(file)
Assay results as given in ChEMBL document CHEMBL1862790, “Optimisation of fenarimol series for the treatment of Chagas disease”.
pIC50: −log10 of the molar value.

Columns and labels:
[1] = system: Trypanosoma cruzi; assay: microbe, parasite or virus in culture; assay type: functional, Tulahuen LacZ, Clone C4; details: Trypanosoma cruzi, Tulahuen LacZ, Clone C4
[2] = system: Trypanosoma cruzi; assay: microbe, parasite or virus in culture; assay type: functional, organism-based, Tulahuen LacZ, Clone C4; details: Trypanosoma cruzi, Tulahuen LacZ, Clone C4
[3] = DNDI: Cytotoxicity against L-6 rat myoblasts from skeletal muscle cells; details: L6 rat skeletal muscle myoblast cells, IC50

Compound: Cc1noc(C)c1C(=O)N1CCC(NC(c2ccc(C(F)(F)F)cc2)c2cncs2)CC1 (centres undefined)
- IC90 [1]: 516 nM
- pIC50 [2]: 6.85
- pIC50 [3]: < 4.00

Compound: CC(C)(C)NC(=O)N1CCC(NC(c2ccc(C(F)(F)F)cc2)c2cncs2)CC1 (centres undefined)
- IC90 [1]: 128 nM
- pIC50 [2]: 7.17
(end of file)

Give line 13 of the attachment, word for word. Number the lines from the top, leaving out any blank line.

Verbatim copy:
- pIC50 [2]: 7.17